Four McGill students are among this year’s winners of Weston Family Awards in Northern Research, as announced yesterday. The students, two Master’s students and two PhD candidates, are examining a broad range of research subjects including polar bear ecology; muskoxen reintroduced to the Yukon North Slope; the impacts of plastic contaminants on Arctic seabirds; and seasonal interactions and stress physiology of Arctic-nesting seabirds.
The Weston Family Awards in Northern Research support young scientists pursuing research in Canada’s North. Funded by the Weston Family Foundation, the annual awards are some of the most prestigious in the country for students pursuing a master’s degree, a doctoral degree or postdoctoral fellowship. Weston Family Award winners undertake research projects across a broad spectrum of fields and disciplines in the natural sciences, including studies of northern ecosystems, biodiversity, flora and fauna, meteorology, oceanography, glaciology, geography and environmental studies.
“Alexandra is a Master’s student at McGill University’s Centre for Indigenous Peoples’ Nutrition and Environment. She is studying polar bear ecology in eastern James Bay with the Eeyou Marine Region Wildlife Board, Cree Trappers Association and the coastal communities of Eeyou Istchee. The polar bears in James Bay are the world’s most southerly, and they face rapid environmental change. However, little is known about their ecology.
“Through Cree Knowledge interviews, hair snares and camera traps, Alexandra is examining James Bay polar bear diet, habitat use and their possible genetic distinction from Hudson Bay bears. With this project, she hopes to advance the knowledge of polar bears at the southern edge of their range, answer community research questions and contribute to wildlife monitoring in Eeyou Istchee.”
“Jessica is a master’s student at McGill University in Natural Resource Science. Originally from the Northwest Territories, she has had a lifelong passion and connection to the North, including the people and species that inhabit the unique landscape.
“The Yukon North Slope is home to a population of reintroduced muskoxen. Since reintroduction, the population has expanded and is a significant figure on the landscape. However, there is limited information regarding current environmental drivers, impacts from a growing population, and further habitat expansion. Jessica’s research focuses on investigating and understanding these knowledge gaps. She hopes to bring together her knowledge gained through her studies and experiences to help support overall conservation efforts in the North.”
“Julia is a PhD student at McGill University studying the occurrence, fate and effects of plastic pollution in Arctic seabirds.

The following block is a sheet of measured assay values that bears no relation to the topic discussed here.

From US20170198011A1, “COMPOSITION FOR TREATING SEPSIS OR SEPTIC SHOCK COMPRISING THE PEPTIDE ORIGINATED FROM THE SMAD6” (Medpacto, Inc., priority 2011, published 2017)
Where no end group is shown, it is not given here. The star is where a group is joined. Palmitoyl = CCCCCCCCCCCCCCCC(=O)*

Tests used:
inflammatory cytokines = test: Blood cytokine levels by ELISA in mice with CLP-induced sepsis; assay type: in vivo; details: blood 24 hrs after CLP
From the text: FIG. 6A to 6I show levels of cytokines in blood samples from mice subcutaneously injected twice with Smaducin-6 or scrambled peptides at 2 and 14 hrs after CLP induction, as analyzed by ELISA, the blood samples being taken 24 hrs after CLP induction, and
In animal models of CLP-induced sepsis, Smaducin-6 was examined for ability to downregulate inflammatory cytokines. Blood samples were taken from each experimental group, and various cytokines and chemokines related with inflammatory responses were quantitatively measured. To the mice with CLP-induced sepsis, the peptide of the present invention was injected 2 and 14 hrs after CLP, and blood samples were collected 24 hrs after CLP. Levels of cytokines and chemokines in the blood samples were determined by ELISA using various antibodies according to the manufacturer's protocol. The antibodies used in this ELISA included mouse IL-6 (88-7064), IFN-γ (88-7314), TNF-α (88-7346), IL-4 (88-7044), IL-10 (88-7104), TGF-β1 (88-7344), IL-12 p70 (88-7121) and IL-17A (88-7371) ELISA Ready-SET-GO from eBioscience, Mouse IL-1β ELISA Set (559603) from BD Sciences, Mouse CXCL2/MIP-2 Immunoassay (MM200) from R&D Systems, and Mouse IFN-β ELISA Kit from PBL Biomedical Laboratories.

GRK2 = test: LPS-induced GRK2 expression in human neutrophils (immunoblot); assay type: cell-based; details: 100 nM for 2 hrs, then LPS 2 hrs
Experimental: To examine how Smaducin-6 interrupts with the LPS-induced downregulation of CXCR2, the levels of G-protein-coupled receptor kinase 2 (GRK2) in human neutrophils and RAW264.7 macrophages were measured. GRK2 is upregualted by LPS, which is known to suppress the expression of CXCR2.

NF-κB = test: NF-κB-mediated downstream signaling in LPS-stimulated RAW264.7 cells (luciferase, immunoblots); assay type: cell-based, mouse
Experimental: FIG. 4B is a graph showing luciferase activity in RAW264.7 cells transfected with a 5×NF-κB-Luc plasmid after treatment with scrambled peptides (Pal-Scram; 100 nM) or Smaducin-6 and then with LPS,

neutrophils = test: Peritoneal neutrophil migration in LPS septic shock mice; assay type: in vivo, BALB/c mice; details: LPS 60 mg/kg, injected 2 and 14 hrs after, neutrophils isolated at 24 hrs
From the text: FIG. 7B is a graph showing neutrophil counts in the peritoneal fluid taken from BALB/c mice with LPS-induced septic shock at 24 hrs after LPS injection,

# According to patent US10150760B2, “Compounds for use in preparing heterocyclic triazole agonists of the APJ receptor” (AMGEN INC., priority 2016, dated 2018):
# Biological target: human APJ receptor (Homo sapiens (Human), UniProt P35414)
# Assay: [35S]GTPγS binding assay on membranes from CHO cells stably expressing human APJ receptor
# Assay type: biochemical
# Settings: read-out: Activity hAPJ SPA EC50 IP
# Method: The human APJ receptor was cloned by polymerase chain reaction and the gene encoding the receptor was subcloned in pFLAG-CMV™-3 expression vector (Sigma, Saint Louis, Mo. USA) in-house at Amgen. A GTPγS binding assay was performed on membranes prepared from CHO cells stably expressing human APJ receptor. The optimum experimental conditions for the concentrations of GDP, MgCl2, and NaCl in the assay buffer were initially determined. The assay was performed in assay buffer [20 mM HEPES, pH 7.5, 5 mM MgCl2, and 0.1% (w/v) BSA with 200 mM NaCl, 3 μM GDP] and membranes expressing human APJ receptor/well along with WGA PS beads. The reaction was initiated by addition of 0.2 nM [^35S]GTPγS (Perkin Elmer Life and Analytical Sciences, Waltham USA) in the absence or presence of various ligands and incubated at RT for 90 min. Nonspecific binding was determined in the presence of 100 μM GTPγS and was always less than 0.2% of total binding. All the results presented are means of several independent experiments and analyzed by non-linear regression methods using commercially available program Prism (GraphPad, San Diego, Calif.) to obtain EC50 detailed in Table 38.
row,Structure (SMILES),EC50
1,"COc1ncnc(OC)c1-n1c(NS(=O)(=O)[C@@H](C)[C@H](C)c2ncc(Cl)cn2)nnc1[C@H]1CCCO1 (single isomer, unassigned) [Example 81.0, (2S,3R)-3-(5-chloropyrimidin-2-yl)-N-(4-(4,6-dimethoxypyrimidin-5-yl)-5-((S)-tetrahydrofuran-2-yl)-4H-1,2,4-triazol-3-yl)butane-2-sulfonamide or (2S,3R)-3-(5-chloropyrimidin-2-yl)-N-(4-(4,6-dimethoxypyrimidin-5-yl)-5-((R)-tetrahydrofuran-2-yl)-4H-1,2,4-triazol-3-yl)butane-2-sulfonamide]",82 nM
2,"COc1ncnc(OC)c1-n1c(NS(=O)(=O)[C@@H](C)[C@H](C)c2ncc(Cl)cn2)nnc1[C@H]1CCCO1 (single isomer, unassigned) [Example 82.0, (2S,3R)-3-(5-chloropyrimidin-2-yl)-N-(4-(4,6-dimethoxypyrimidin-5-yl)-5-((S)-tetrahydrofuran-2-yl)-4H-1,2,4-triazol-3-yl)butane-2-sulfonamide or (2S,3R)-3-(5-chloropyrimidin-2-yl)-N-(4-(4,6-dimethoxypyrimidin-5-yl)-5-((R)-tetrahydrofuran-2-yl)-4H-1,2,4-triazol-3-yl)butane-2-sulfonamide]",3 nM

“Marine plastic pollution is an increasing environmental problem in the Arctic, yet knowledge about plastic and plastic-related contaminants in Arctic seabirds is limited, particularly in the case of Arctic gulls. As human and shipping activities continue to increase in the Arctic, Julia’s research will focus on quantifying plastics and plasticrelated contaminants in glaucous gulls and black-legged kittiwakes as indicators of plastic pollution in Arctic ecosystems; examining the transport of plastics and plastic-related contaminants to the Arctic by glaucous gulls and black-legged kittiwakes; and assessing the impacts of plastics and plastic-related contaminants on these two Arctic seabirds.
“The results of this research will contribute to an ongoing international effort to better understand plastic and plastic-related contaminants in the marine environment and how these contaminants may impact northern seabirds in a rapidly changing Arctic.”
Don-Jean Leandri Breton
“Don-Jean can’t imagine spending summer anywhere else than above the Arctic Circle. The PhD candidate at McGill University is studying seasonal interactions and stress physiology on two of the most abundant Arctic-nesting seabirds, the thick-billed murre and the black-legged kittiwake.
“Migratory species connect the Arctic regions with the rest of the world. Understanding changes in breeding populations in the North requires a profound knowledge of how conditions experienced by the individuals further south can carry consequences over to the next stages of their annual life cycle.
“Taking place in Nunavut and Svalbard, Norway, his research focuses on interactions between the different stages of the annual life cycle of seabirds and how these interactions are governed by endocrinological and behavioural mechanisms. He tracks the birds’ movement throughout the year using small biologgers attached to the birds and combines his findings with demographic and physiological data collected at the seabird colonies.”
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Article courtesy of The McGill Reporter
Article courtesy of The McGill Reporter